Bishopville - A gang-related dispute sparked an overnight riot in a South Carolina prison that killed seven inmates, the deadliest U.S. prison riot since 1993, state officials and prison safety experts said on Monday.
Another 17 people were wounded in an eight-hour long series of fights at the Lee Correctional Institution in Bishopville, South Carolina, said Bryan Stirling, director of the state Department of Corrections.
"This was all about territory. This was about contraband, this was about cellphones," Stirling told a news conference.
"These folks are fighting over real money and real territory while they are incarcerated."
The violence was quelled at 2:55 a.m. EDT (0655 GMT), the state Corrections Department said on Twitter.
It was the deadliest U.S. prison riot since 1993, when nine inmates and one corrections officer died at the Southern Ohio Correctional Facility in Lucasville, said Steve Martin, a prisons expert and now the federal monitor for the consent decree involving New York City's Rikers Island jail complex.
All seven deaths were the result of stabbing injuries, said Lee County Coroner Larry Logan.
The prison has 1,583 inmates. Forty-four guards were on duty at the time the violence broke out, Stirling said. They gathered reinforcements before moving in to quell the riot and encountered no resistance when they moved in, Stirling said.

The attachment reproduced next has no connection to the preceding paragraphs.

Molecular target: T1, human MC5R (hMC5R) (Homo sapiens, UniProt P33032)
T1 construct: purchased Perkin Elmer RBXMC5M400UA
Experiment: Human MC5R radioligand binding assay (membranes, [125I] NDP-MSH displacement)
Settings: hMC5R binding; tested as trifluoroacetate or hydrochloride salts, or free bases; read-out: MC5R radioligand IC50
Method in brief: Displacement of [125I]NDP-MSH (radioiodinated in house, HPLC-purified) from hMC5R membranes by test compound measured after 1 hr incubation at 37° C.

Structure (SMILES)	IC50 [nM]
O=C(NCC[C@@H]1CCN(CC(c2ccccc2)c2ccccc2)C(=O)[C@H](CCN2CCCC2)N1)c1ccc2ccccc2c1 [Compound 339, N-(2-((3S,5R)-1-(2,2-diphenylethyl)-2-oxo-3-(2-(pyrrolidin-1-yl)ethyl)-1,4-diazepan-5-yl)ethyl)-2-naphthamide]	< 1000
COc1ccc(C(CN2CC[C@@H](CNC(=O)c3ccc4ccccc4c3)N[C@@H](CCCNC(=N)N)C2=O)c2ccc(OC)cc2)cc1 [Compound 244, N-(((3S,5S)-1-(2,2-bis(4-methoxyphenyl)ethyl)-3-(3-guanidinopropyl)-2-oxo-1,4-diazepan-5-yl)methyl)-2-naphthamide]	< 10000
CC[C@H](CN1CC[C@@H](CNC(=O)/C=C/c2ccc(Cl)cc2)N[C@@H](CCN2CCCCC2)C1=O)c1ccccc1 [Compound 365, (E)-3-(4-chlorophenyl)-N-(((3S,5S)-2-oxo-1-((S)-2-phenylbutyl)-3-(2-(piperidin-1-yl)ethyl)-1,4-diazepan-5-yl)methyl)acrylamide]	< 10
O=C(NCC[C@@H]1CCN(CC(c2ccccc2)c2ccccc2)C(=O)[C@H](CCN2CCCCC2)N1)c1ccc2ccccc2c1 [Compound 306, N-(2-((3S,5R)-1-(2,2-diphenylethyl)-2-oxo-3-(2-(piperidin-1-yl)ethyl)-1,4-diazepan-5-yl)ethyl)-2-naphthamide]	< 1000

The prison population in South Carolina fell about 15% from 2010 to mid-2017, to 20,105, with beds being underutilized across the state, the department's fiscal 2017 Accountability Report said.
The state has about 5 000 prison employees in 22 institutions, but "security staff numbers continue to lag behind the authorized strength," it said, without giving numbers.
Martin said staff shortages could have been a contributing factor in the riot.
"When high-security inmates start engaging each other and there aren't enough staff, it's hard to stop it," Martin said in a phone interview.
State data show there were 37 serious inmate assaults on prison employees last year, up from 21 in 2015.
State officials identified the slain inmates as Raymond Scott, 28, who was serving a 20-year sentence for crimes including assault and battery; Michael Milledge, 44, serving 25 years for drug trafficking; Damonte Rivera, 24, serving life for murder; Eddie Gaskins, 32, serving 10 years for domestic violence; Joshua Jenkins, 33, serving 15 years for manslaughter; Corey Scott, 38, serving 22 years for kidnapping; and Cornelius McClary, 33, serving 25 years for burglary.